A history of sexual assault or workplace sexual harassment can have a major effect on the mental and physical health of a middle-aged woman, a new study suggests.
Victims of sexual assault suffer high rates of depression, anxiety and sleeplessness; victims of harassment have elevated rates of high blood pressure and sleep loss, according to the study published Wednesday in JAMA Internal Medicine.
The study, which will be presented at a medical meeting this week, comes as many midlife women across the USA are sharing stories of abuse and harassment, sometimes decades old.
Christine Blasey Ford, 51, a California psychology professor, said at a Senate hearing last week that she was sexually assaulted by Brett Kavanaugh, a nominee for the Supreme Court, when they were teens – and still suffered from anxiety, post-traumatic stress and phobias as a result. Kavanaugh denied the assault allegation.
The study is not the first or largest to link sexual assault and harassment with mental and physical health problems. But it may carry extra weight because the women in the study were directly examined by researchers and underwent formal mental health assessments. Some previous studies were based on surveys.
The researchers did not know their study would come out when assault and harassment are in the headlines, but the timing “just underscores how important these issues are and that we do need a national dialogue about prevention and intervention,” said study author Rebecca Thurston, a professor of psychiatry at the University of Pittsburgh.
The study included 304 women, ages 40 to 60, originally enrolled in a study of menopause symptoms. When asked if they had ever been sexually harassed at work, either verbally or physically, 19 percent said “yes.” When asked if they had ever been forced or pressured into unwanted sexual contact involving “private parts,” 22 percent said “yes.”
Here’s how these women differed from the women in the study who reported no harassment or assault:
• The women who said they were assaulted were almost three times more likely to have symptoms of major depression and two times more likely to suffer from anxiety.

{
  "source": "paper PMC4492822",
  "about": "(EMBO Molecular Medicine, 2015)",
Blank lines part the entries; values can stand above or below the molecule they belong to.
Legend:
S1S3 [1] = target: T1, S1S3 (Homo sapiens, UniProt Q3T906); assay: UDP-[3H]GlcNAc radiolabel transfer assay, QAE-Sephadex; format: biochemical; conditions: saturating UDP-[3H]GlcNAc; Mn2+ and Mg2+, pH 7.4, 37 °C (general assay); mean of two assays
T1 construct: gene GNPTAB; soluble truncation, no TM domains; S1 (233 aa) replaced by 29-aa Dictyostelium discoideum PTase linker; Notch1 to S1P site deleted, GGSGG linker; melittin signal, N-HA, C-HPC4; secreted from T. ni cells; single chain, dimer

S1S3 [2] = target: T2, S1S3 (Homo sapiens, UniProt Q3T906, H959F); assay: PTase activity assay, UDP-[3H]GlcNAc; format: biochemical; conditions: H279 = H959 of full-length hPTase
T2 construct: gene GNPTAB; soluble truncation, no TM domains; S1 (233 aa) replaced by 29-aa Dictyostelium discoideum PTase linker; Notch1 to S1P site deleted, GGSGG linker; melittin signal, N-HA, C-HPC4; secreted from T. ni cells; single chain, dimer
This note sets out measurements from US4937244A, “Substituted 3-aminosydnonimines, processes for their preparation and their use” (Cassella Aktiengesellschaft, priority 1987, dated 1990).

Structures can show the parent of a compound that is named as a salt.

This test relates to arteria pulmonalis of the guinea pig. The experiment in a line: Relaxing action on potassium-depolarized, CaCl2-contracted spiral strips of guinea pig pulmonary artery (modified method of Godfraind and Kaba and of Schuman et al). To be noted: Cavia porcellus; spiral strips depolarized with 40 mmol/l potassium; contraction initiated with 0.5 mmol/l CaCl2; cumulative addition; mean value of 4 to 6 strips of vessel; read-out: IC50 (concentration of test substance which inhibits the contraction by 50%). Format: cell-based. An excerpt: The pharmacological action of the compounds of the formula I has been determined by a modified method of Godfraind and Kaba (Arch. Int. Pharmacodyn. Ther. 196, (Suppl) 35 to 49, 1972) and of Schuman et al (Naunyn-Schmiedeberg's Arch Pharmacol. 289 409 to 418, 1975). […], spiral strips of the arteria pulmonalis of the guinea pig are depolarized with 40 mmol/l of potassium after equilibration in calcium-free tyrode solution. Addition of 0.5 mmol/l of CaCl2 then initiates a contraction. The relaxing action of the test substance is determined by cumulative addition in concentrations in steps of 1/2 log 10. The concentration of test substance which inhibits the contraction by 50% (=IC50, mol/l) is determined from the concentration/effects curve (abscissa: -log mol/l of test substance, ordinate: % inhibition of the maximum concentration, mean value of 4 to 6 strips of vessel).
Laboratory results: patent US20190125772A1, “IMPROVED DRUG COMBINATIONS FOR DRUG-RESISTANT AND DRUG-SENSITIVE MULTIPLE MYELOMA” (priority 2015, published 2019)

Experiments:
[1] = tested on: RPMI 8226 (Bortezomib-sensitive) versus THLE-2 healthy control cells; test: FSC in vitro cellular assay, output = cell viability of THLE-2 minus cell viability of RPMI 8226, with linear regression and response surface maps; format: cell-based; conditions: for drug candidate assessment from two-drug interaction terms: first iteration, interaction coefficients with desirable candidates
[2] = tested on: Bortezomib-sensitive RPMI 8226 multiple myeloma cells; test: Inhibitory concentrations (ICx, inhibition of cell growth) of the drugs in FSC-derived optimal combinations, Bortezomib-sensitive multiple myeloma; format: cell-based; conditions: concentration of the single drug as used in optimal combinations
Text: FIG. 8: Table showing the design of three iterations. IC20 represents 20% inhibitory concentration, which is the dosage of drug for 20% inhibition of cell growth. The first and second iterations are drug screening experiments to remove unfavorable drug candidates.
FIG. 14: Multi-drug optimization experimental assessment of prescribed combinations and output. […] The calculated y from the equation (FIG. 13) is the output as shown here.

• The women who said they were harassed were two times more likely to have untreated high blood pressure.
• Both categories of women were two times more likely to have trouble sleeping.
Such problems are common in midlife women. The study shows they are even more common in women dealing with the fallout of harassment or assault – though it cannot prove the incidents caused the health problems. The study does not address whether the incidents were ongoing, recent or distant, nor whether they were single or repeated events.
The study has other limitations. It did not include smokers, who have more mental and physical health problems, or women taking certain medications for depression and anxiety. If it had, numbers reporting assault and harassment and the associated health problems would probably have been larger, Thurston said.
The findings make a compelling case that health care providers who see midlife women should ask them about assault, harassment and other traumas, especially when women have health problems such as those found in the study, said JoAnn Pinkerton, executive director of the North American Menopause Society. The society is hosting the meeting where Thurston will speak Friday.
“These are often events from long ago, but they are clinically important right now,” said Pinkerton, a professor of obstetrics and gynecology at the University of Virginia Health System.
Ideally, she said, doctors will be prepared to refer traumatized women to mental health professionals and others who can help.
Thurston said, "What we need now is a big cultural shift in terms of our receptivity to women coming out and reporting these issues and taking women seriously.”